Melting glaciers in the Russian Arctic reveal five new islands
Posted October 23, 2019 4:29 a.m. EDT
CNN — The Russian Navy has discovered five new islands in the Arctic after they were revealed by melting glaciers.
The Navy first spotted the islands in 2016 using satellite imagery, but only confirmed and mapped them in August and September during an expedition to the site, the Russian Defense Ministry said on Tuesday.
The new islands are located near the Vylki glacier off the coast of the remote Novaya Zemlya archipelago, which lies in the Arctic Ocean northwest of the Russian mainland. They range in area from 900 to 54,500 square meters (about 9,690 to 586,630 square feet) -- as big as 10 football fields.
"Basically, this (discovery) is associated with the melting of ice," said expedition leader Aleksandr Moiseyev on Tuesday, according to state-run news agency TASS. "Previously these were glaciers, but the melting of ice led to the islands emerging."
Moiseyev added that since the islands have been charted, the findings will now be officially recorded and the islands will be named.
Russian Navy researchers have been using satellite data for years to study coastline changes, according to the Defense Ministry. Between 2015 and 2018, they confirmed more than 30 new islands, capes and bays along the two archipelagos of Novaya Zemlya and Franz Josef Land.
A student named Marina Migunova was the first to spot the five islands in 2016 while writing her final qualification paper, according to the Defense Ministry. She is now an oceanographic measurement service engineer for the Navy.
In the years after her discovery, researchers photographed and conducted topographical surveys of the islands, before an expedition launched mid-August to visit the islands in person.
The expedition included scientists and documentary filmmakers from the Russian Geographical Society and the Russian Arctic National Park, according to the Defense Ministry. Apart from visiting the Novaya Zemlya, the crew also visited Franz Josef Land, conducting research and surveying the ocean and land.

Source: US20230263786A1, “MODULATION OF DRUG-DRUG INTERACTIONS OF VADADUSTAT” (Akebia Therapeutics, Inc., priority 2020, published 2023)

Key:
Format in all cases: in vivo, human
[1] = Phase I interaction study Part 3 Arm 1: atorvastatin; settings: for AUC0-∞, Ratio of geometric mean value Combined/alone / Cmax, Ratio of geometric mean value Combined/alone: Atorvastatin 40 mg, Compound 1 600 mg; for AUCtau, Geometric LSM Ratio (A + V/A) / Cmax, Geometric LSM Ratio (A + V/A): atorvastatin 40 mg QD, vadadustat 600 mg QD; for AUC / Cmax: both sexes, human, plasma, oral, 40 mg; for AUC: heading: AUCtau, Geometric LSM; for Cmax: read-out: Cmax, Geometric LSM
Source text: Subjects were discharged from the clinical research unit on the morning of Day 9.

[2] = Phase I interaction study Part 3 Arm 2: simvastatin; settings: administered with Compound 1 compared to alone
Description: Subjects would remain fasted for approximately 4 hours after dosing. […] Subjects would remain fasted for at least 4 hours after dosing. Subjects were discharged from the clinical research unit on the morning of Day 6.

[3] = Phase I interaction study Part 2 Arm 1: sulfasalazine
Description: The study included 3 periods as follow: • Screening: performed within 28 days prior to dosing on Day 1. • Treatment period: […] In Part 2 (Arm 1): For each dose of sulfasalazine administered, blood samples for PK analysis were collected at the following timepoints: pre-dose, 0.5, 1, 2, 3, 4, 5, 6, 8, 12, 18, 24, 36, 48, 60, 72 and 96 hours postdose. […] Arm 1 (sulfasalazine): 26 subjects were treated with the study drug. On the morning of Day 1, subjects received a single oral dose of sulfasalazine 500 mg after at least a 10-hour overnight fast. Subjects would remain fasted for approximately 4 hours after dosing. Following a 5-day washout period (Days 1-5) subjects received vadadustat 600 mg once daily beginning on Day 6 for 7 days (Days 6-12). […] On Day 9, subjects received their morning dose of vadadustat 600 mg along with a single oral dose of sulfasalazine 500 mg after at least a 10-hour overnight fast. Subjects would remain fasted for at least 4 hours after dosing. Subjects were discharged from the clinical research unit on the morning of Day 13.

This discovery follows a similar one made in January, when glaciers in the Canadian Arctic melted enough to reveal land that had been hidden for at least 40,000 years.
Scientists warn that emerging islands aren't flukes, but rather the direct result of the growing climate crisis as the Arctic undergoes a mass melting of glaciers and sea ice.
The Arctic is heating up twice as fast as the global average, and the resulting glacial melt could potentially destroy the cycle of life that starts there -- and threaten the lives of people all over the planet.
This summer, Greenland's ice sheet lost 11 billion tons of ice on just one August day, after months of record temperatures. The previous month, the total amount of ice lost was 197 billion tons -- the equivalent of about 80 million Olympic swimming pools. Experts say the expected average would be between 60-70 billion tons at this time of year.
Also in August, scientists bade farewell to Okjökull, the first Icelandic glacier lost to climate change.
If glaciers continue to melt at this rate, rising sea levels could displace up to a fifth of the world's population by 2100. Entire island nations like the Maldives could also disappear underwater, millions of people could face food and drinking water scarcity, and pollution and diseases could give rise to health crises.